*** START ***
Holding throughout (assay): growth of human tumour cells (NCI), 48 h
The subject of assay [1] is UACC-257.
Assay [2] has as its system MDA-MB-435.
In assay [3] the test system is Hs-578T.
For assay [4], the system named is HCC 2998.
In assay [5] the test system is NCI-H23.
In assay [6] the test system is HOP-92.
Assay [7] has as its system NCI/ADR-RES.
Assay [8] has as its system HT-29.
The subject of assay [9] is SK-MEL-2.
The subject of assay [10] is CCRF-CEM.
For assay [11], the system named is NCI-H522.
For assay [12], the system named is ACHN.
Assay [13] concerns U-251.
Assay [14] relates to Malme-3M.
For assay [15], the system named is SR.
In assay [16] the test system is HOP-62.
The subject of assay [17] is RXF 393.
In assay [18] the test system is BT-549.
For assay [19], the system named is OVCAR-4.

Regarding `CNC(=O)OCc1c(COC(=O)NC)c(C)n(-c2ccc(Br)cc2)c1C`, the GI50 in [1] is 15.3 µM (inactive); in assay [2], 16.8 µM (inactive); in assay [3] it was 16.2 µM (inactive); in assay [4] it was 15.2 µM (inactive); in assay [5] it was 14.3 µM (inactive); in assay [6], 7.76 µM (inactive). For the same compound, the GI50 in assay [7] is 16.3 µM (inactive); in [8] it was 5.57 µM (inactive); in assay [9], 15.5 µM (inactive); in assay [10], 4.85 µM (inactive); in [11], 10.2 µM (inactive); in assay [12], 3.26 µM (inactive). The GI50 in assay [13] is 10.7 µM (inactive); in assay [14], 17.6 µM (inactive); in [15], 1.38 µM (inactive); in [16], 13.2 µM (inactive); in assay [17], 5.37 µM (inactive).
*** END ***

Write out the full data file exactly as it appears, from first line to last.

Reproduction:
Holding throughout (assay): growth of human tumour cells (NCI), 48 h
The subject of assay [1] is UACC-257.
Assay [2] has as its system MDA-MB-435.
In assay [3] the test system is Hs-578T.
For assay [4], the system named is HCC 2998.
In assay [5] the test system is NCI-H23.
In assay [6] the test system is HOP-92.
Assay [7] has as its system NCI/ADR-RES.
Assay [8] has as its system HT-29.
The subject of assay [9] is SK-MEL-2.
The subject of assay [10] is CCRF-CEM.
For assay [11], the system named is NCI-H522.
For assay [12], the system named is ACHN.
Assay [13] concerns U-251.
Assay [14] relates to Malme-3M.
For assay [15], the system named is SR.
In assay [16] the test system is HOP-62.
The subject of assay [17] is RXF 393.
In assay [18] the test system is BT-549.
For assay [19], the system named is OVCAR-4.

Regarding `CNC(=O)OCc1c(COC(=O)NC)c(C)n(-c2ccc(Br)cc2)c1C`, the GI50 in [1] is 15.3 µM (inactive); in assay [2], 16.8 µM (inactive); in assay [3] it was 16.2 µM (inactive); in assay [4] it was 15.2 µM (inactive); in assay [5] it was 14.3 µM (inactive); in assay [6], 7.76 µM (inactive). For the same compound, the GI50 in assay [7] is 16.3 µM (inactive); in [8] it was 5.57 µM (inactive); in assay [9], 15.5 µM (inactive); in assay [10], 4.85 µM (inactive); in [11], 10.2 µM (inactive); in assay [12], 3.26 µM (inactive). The GI50 in assay [13] is 10.7 µM (inactive); in assay [14], 17.6 µM (inactive); in [15], 1.38 µM (inactive); in [16], 13.2 µM (inactive); in assay [17], 5.37 µM (inactive).